On the contrary, it has even got its benefits for us. With foreign exchange rates up and flight prices down it’s the perfect time to pack up and head overseas.

For the thrifty Gen Y’s the recession has given op-shopping and “second-hand -it’s-vintage” clothing even more credibility. Many of us received K Rudd’s stimulus and like obedient schoolchildren we did as we were asked. I don’t think I’m the only one to think of Kevin every time I switch on my new plasma screen TV.

This may seem selfish and ignorant, but it’s not. We’re doing what we can for the economy. AKA buying stuff we don’t need. Or, as I like to think, we’re participating in “socially responsible shopping”.

Et tu Gen Y? But that's what those wastrel spin merchant baby boomers got up to, with their conspicuous consumption and idle spendthrift ways, sending Mr. Melleuish into a tizz, and quite likely bankrupting the country, and at least producing a deep spiritual malaise and the end of western civilization as we know it.

Now our addictions to new handbag smell and latest electronic gadgetry exist guilt-free. Not only do we get the latest style trends but we can sleep well at night knowing we’re contributing to the economic success of Australia. It’s all for you Australia. What more can you ask?

Please don’t hate us, we’re just a product of your hard work and success. Recession or not - we’ll never give up the good life.

Guilt free? Sob, the Catholic church finally has no place in the modern world.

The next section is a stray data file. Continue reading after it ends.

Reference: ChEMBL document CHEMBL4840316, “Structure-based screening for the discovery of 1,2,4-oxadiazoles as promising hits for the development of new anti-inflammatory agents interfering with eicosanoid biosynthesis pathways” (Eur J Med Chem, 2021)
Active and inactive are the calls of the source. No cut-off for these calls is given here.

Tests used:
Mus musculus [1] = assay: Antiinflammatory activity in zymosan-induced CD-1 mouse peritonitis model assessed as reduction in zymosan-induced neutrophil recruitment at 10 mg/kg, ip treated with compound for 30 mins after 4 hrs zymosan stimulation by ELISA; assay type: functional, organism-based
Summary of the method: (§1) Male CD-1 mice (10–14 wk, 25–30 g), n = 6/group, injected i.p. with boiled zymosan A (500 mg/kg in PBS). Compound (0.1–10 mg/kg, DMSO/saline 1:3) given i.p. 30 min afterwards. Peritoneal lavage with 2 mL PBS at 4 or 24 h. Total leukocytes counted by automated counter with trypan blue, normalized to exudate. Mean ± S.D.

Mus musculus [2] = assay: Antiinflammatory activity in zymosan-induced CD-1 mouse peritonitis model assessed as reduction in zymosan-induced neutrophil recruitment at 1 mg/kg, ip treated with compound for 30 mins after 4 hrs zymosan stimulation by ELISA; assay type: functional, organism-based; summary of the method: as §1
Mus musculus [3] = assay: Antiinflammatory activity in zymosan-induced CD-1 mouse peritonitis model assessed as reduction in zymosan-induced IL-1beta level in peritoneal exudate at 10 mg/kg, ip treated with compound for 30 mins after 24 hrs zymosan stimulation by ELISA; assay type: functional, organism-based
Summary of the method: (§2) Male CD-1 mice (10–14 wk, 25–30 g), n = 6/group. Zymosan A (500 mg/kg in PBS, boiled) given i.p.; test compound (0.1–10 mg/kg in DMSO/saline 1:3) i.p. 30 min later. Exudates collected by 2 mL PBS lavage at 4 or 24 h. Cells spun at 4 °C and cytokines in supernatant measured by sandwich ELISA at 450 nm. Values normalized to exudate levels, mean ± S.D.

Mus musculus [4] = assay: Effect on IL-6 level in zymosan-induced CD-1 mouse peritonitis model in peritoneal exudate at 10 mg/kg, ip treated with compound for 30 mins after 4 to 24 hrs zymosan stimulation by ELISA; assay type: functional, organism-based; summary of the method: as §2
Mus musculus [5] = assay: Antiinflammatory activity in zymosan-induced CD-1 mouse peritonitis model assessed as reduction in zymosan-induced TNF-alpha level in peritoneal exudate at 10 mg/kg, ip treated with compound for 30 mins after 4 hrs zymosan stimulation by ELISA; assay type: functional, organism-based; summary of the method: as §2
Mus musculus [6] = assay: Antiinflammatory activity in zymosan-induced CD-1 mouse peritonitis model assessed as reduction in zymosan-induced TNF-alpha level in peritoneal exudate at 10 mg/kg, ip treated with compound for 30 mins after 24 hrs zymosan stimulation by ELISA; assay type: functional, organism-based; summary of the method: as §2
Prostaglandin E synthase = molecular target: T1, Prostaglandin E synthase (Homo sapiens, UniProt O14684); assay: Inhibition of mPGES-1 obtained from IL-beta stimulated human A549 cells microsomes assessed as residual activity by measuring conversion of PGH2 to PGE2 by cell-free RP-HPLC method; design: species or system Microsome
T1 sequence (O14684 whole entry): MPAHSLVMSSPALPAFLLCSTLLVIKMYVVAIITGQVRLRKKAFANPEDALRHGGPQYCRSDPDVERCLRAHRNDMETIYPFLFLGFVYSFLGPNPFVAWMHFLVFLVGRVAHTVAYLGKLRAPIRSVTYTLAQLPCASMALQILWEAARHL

Ha, as for the good life, we'll see about that dearie, as the seas rise (caused by the baby boomers), and China invades (caused by Chairman Rudd ostentatiously speaking Mandarin) and Indonesia seeks lebensraum (can't think how Chairman Rudd caused it, but he did and I'll remember soon), and then there was that reverse take over by New Zealand which saw all Gen Y's packed off to Tasmania to work in chip mill.

Oh dear, I'm beginning to sound like Greg Melleuish. Hating baby boomers and Gen Y'ers is such good fun, there should be more of it.

Wait, there is. If you hark back to Miranda's link, you can find Nigel Bowen in June 2008 doing The Generation Snap.

I guess now's not the time to remind Nigel a year's gone by, and a whole new calendar generation have been born in the last six months (the '09ers). Now he's soooh old.

Time flies when you're having fun, but it seems now that the situation is dire and definitive. The Gen Y'ers have inherited the indolent, wretched attitudes of the smug selfish baby boomers and see plasma TV's as their salvation, or worse, their constitutional right.

And it's the poor old X-ers who've missed out, according to John Birmingham:

"Those boomers will hang on till their dying breath. And then Y will sweep in at the funeral looking for the keys to the house and the car. When I raise these issues in my blog writing, the X-ers who comment all do so with deeply bitter black humour. We tend to think of ourselves standing mute in front of history's big black tsunami; there's a sense of pointlessness to organised political activity that stops us from getting too worked up. We're tired. We've been tired from the age of 17."

Bugger me dead. Tired? From doing nothing? From the ennui of pointlessness? Is there so much unhappiness in the world? Is every generation stuffed?

Mr. Melleuish should approach the future with trepidation, as befits a conservative.

Me? I'll give you my plasma TV, my car, the house, and all my personal effects (yes even my gun) when you take it from my cold, dead hands. Now don't be silly and have a little fun, and never mind Mr. Melleuish, that grim, ungainly, ghastly gaunt and ominous bird of yore, sitting on the pallid bust of Pallas just above the chamber door, croaking "Nevermore"!